Christensen argued that raising the minimum wage locally could lead to a net loss of jobs because some employers might have to layoff workers, or would no longer be able to afford to hire new workers. She did not differentiate between locally owned small businesses and companies like Wal-Mart and fast food chains. She said that “businesses” might have to raise the costs of their services or goods, which would then be absorbed by the community and cancel out any positive effect the pay raise had in the first place.

Christensen didn't have any specific data as proof for her argument and instead cited the Employment Policies Institute, a partisan front group run by Richard Berman, a restaurant, liquor and tobacco industry lobbyist, as a resource.

Instead of increasing the minimum wage, Christensen suggested that energy should be put into education and workforce training, which would then increase the skilled labor force and improve wages. “Let the feds or state deal with the issue,” she said. “The federal government should be addressing this issue and if they did it would be a legitimate leveling of the playing field.”

One state senator did attempt to deal with the issue during this year's legislative session. Sen. Sue Wilson Beffort, who represents northeast Albuquerque and is a former board member of the Chamber, sponsored a bill (SB 535) that would have prohibited any municipality from enacting a minimum wage higher than the federal minimum. The bill did not pass.

Beffort said the true intention of the minimum wage is to jumpstart young and unskilled workers into the workforce, and eventually higher paying jobs. Her response to lower-paid employees who have been in the workforce for many years: “Shame on them.” Beffort adds that there are numerous federal and state funded training programs available for unskilled workers (such as the Education Works Act, which provides assistance for lower-income workers seeking trade degrees), and it's their own fault if they don't take advantage of them.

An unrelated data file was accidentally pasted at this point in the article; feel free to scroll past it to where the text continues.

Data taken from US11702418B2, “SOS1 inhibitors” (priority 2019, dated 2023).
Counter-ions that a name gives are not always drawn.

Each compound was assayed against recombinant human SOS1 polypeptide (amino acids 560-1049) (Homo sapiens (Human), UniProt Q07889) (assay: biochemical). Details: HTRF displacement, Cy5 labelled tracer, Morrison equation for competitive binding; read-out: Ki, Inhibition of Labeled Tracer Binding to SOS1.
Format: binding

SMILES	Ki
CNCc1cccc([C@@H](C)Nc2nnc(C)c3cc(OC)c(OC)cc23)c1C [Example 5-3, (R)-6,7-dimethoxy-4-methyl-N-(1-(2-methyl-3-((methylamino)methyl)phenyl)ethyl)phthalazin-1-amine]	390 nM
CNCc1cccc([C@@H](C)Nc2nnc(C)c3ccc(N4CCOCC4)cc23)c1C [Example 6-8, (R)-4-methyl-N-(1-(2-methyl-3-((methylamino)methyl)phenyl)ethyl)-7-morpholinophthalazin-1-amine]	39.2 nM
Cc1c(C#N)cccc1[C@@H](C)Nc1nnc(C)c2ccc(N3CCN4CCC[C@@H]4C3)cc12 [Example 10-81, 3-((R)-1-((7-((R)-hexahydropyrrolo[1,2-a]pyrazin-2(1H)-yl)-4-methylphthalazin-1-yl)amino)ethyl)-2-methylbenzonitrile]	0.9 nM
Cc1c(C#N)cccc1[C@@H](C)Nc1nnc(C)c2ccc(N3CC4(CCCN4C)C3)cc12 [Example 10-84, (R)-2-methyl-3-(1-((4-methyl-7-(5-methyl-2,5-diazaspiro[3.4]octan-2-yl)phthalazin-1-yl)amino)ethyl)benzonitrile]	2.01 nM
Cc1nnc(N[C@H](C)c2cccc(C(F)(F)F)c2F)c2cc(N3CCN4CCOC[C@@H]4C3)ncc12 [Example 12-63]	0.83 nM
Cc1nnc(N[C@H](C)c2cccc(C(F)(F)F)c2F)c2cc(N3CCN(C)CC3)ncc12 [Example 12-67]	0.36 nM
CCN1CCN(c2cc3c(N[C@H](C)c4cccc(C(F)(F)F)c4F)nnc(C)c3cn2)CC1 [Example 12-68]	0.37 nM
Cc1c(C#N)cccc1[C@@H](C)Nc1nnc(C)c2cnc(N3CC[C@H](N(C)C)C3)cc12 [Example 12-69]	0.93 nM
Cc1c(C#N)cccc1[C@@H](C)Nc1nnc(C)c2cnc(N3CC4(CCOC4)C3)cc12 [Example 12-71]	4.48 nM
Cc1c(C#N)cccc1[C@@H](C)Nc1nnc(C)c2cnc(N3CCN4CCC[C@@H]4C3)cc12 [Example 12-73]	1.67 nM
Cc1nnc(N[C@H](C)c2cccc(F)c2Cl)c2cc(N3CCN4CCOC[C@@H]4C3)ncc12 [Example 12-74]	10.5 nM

City Councilor Eric Griego, a supporter of the proposal, said legislation to raise the minimum wage at the state and federal level wasn't likely to happen any time soon, and that the city should take action.

“George Bush, Tom Delay and Bill Frist, in their goodness, are (not) going to pass this,” said Griego. “I just don't believe it.”

A proposal to raise the federal minimum wage was turned down by Congress and the White House in March, and Griego, who is running for mayor, said that it's an issue he is going to make a priority in his campaign.

Both Griego and City Councilor Martin Heinrich, the bill's sponsor, said Santa Fe didn't experience any significant job loss since increasing the minimum wage a year ago. In fact, last year the number of retail jobs in the city increased by 200, in addition to an increase of 400 jobs in food and service positions, according to the New Mexico Department of Labor. Their gross receipts in the retail sector also increased, and their unemployment rate dropped.

To date, over 125 cities and counties across the country have enacted “living wage” legislation and out of those only a handful have been overturned in the courts.

Back to the Future

“The minimum wage isn't a panacea to solve poverty,” said Councilor Cadigan. Even if the standard were raised to $7.50, at 40 hours per week, that equals $15,600 (before taxes) which is less than the $18,400 federal poverty line for a family of four.

Although it's unclear as to when the federal government will increase the minimum wage, Councilor Griego said a raise in Albuquerque may be right around the corner. “There is overwhelming voter support for it,” said Griego. “If this issue gets on the ballot, it will pass.”

Call 346-0660 ext. 255 with news tips. E-mail your guest editorial or letter to letters@alibi.com. To contact the author, e-mail christie@alibi.com.